Now, straight after this homily, there’s a new, still more powerful, sequence beginning. Tonight, those being baptized and confirmed and receiving Communion for the first time are making their passage, our gallant quintet. Through the sacrament of baptism, they are dying and rising with Christ. They are passing from an old way of life to a new one: receiving the forgiveness of sins, being reborn as children of God. They are coming in from the cold and entering the family home of the Church. This is their passage. Then, after their baptism, all of us ‘old-timers’ have our moment. There’s the renewal of baptismal promises. Our Lenten efforts come to their climax: we renounce Satan and sin once again, profess our faith again, and are sprinkled with newly-blessed water. It’s a recalling, renewing, confirming, progressing of our own passage. And then N. She’ll profess the Catholic faith, enter fully into the Church, receive the Gift of the Holy Spirit in Confirmation, together with the newly-baptised, and make her first Holy Communion too. Thus we all converge, we all come together: together in the bond of faith, together in the bond of the sacraments, together in communion with the Church throughout the world, with the Holy Father, Successor of Peter and all the bishops in communion with him. ‘You are a chosen race, St Peter told his fellow Christians, a royal priesthood, a holy nation, God’s own people, that you may declare the wonderful deeds of him who called you out of darkness into his marvellous light. Once you were no people but now you are God’s people; once you had not received mercy but now you have received mercy’ (1 Pet 2:9-10). This is our passage. And our passage is Christ’s passage passing itself on to us. ‘How good to think he’s out of pain now, how good to think he’s in joy now’ – but not just in himself. If our hearts are right and our faith alive, he’s out of pain in us, he’s full of joy in us, here, now, tonight. St Joan of Arc put it famously: ‘Christ and the Church, it’s all one.’ St Thomas Aquinas put it succinctly: Christ made his passage from death to life, he rose again, ad informationem vitae fidelium, ‘to inform the life of the faithful’. He didn’t mean Christ gives us some facts, some data, though in a real way he does. But he mainly meant that risen from the dead, Christ is the inner form, shape, pattern of who believers are. He’s our template, our mould, our example. And more, he’s our energy, our driving-force, the battery that powers and lights us.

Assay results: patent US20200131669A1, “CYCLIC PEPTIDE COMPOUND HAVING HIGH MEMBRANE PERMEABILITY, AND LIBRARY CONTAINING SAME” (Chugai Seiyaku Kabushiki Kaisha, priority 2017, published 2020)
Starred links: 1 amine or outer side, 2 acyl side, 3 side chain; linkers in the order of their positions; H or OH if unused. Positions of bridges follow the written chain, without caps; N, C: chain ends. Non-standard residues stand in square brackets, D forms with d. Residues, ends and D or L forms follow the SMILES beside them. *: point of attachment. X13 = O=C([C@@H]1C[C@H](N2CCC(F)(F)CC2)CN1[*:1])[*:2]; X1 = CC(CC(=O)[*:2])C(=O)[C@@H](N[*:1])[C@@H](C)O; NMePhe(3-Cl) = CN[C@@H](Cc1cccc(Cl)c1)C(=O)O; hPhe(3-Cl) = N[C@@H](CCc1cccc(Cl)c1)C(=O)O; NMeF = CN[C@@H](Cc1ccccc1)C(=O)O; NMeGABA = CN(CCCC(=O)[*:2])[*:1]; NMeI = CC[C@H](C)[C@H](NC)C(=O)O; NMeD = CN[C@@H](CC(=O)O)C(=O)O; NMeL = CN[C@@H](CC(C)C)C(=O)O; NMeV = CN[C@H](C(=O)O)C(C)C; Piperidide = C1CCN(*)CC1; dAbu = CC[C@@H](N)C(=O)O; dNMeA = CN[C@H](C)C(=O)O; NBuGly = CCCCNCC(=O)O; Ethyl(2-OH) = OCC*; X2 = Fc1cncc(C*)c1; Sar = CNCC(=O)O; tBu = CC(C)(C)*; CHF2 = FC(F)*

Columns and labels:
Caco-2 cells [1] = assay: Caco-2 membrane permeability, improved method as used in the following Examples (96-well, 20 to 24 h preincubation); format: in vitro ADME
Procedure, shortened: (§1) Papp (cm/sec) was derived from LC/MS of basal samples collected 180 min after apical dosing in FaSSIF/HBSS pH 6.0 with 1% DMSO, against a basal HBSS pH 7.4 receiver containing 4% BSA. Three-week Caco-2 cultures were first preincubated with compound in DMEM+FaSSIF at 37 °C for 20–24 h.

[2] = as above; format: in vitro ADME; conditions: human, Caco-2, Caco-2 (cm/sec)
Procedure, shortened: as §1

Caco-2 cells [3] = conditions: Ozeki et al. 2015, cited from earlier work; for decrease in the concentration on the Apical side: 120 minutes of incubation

And so we will pass to the Eucharist. Out of the womb of that Jerusalem tomb, Christ was born to the risen life. Out of the womb of the font, the Church is born to the life of faith, hope and love. And in the Eucharist, they kiss, they embrace, risen Bridegroom and washed and anointed Bride. We find ourselves at the wedding feast of the Lamb. The Eucharistic banquet, our Easter communion is the climax of all the journeys that converge this night and opens our passage to heaven, journey’s end.

What a thing it is! How much to be grateful for! But the good news is, that’s not the end. Christ’s risen life passes to us and then on through us, on to others. Another Passover. Even when life’s hard and we suffer, it is to radiate from us. Mary Magdalene and the other women took it to the disciples and the disciples passed it between themselves. He is risen! And then, men and women both, they began to pass it to the world. Here’s what can carry on when we return to our carparks and homes. It’s not some funny, overheated process. It’s simple and natural. It’s done, in the love of God, through our own human lives and loves, our natural relationships, to the people we know, neighbour to neighbour, between husband and wife, children and parents, friend to friend. It’s done supporting, comforting, restoring, the good word, the kind gesture, the giving of time, through the daily bread of our human love.

Yes, tonight is too full not to explode. Christ passes from death to life, in himself, in us and out from us. He can’t be stopped. ‘Let us pass over in the Passover of Christ, says St Augustine, lest we pass away with this passing world.’ Amen, may be it so! For those newly baptized and confirmed, for all of us. It already is so! Alleluia!

(St Mary’s Cathedral, Aberdeen, 20/21 April 2019)